Welcome to part four of my “How to Eat Gluten Free” series. In case you missed the first three editions, check them out for some delicious and healthy inspiration in eating gluten free for breakfast, lunch and dinner.
As I’ve mentioned before, I don’t have celiac disease and I don’t adhere to a gluten free diet. However, as more and more of my friends are forced to go gluten free, I desire to know how to cook for them on nights that my husband and I host them for dinner. After all, tacos on corn tortillas get old after four nights in a row.
Additionally, because I’ve noticed feeling sluggish and tired myself after consuming particularly carb-heavy meals, I’ve grown interested in carving some gluten out of my diet just for trial and health’s sake.
With that said, let’s move onto the main event: dessert! At first thought it seems desserts are off limits for the gluten-free eater: no cake, no cookies, no muffins – basically no anything that contains flour. But thanks to the innovation and creativity of several gluten-free cooks and professional chefs, there are now countless options when it comes to enjoying gluten-free desserts.
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Welcome to the third installment of my “How to Eat Gluten Free” series. Today we’re looking at perhaps the most complicated and time-consuming meal of all: Dinner.
Most of us are so exhausted by the time we get home from work that we want nothing more than to plop down on the couch and have dinner magically appear before us – myself included. But that’s a reality most of us don’t know. Couple that with trying to find ideas for healthy, gluten free dishes and you have a recipe for dinner disaster.
If this describes your current scenario, fret not, as we’ve compiled a list of five simple and healthy recipes that will have you looking forward to your nightly meal instead of dreading it by the noon hour.
Curried Rice with Shrimp - This gorgeous and healthy dish from Real Simple takes your weeknight dinner from ‘blah’ to ‘ta-da’ in a flash. Let the exotic flavors of curry and basil win you over, and the shrimp and rice keep you satisfied for hours.
Lentil Soup - The weather may still be a little warm for soup just yet, but fall and winter are right around the corner. We say warm up and fill up with this healthy dish that features tomato, kale, carrots, and, of course, fresh green lentils.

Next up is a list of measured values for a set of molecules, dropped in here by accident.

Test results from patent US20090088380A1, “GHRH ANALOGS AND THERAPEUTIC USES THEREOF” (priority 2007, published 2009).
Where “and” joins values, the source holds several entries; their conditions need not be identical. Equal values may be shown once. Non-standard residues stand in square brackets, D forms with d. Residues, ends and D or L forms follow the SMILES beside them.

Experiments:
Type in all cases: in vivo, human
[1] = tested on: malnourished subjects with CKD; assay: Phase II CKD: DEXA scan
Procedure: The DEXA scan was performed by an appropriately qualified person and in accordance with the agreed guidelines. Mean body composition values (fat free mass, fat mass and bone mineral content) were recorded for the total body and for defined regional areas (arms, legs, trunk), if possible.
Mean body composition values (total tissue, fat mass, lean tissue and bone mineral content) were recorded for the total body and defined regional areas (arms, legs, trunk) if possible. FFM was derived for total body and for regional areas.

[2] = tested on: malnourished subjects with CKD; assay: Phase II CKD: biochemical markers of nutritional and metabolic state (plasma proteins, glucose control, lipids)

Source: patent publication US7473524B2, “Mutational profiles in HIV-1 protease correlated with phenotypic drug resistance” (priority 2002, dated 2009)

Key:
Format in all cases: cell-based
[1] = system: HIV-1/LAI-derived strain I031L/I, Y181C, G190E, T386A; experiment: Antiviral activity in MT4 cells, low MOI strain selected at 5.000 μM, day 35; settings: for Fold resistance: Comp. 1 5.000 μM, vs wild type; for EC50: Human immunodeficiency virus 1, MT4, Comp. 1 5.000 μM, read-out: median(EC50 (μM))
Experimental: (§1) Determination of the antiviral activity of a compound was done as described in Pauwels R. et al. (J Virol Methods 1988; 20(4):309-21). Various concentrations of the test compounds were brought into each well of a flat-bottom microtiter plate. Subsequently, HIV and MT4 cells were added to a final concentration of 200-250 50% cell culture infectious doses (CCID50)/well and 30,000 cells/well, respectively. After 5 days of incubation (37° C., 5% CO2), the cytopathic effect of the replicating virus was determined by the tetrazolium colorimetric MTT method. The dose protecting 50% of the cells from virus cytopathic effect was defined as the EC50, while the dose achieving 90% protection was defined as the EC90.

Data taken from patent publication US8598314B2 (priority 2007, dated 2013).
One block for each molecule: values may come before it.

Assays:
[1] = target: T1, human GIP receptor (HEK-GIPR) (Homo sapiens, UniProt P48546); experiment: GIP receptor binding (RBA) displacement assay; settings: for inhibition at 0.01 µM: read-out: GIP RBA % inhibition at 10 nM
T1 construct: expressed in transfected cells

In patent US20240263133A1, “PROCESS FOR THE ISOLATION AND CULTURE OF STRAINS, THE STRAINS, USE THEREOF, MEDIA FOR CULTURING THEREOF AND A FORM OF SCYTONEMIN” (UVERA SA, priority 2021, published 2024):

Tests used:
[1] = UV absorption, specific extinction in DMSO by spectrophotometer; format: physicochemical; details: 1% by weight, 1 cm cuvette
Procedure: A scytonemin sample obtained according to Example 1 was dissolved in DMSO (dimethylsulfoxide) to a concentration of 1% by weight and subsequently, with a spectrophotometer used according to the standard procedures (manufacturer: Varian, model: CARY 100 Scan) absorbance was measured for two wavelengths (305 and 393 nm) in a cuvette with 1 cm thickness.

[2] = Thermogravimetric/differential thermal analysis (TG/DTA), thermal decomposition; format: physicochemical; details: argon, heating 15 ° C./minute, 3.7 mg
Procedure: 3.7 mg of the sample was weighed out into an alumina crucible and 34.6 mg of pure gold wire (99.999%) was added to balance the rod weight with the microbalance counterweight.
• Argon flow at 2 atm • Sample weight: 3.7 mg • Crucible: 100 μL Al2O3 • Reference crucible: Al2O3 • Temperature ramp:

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Sometimes the best way to analyze how the stages of change work is to look at a real life example. In this example, I will tell you a bit about my journey from using whole wheat flour several times per week to a diet that is mostly wheat and gluten-free.
Pre-contemplation is generally easy to understand. I had never considered giving up wheat or going gluten-free. Like most people I thought that using whole wheat flour was much healthier than using white flour.
Right before the Super Bowl I transitioned into the Contemplation stage as I learned more about wheat and gluten from two respected friends. Michelle had shared an article from which I learned that all wheat in the United States is genetically modified. I paid attention as Hazel ordered and asked questions of my friends about the ins and outs of a wheat-free/gluten-free diet. I slowly started making more wheat-free/gluten-free choices as I transitioned into the next stage. This could also include pinning new wheat-free/gluten-free recipes and maybe even trying a few.
I knew I had reached the Preparation stage, when I made a special trip to a new store. On my first visit, I spent a lot of time comparison shopping and reviewing suggestions from friends, but I primarily only purchased a general baking mix. As I have delved deeper into a wheat-free/gluten-free diet, I have left that store with several ingredients, some of which I had to ask for help finding. Determination is not always a separate stage from Preparation, but in this case Determination was evidenced as I slowly started telling people that I was trying not to ingest wheat products. By speaking it out loud, I was admitting my commitment to this change, as wells increasing my commitment.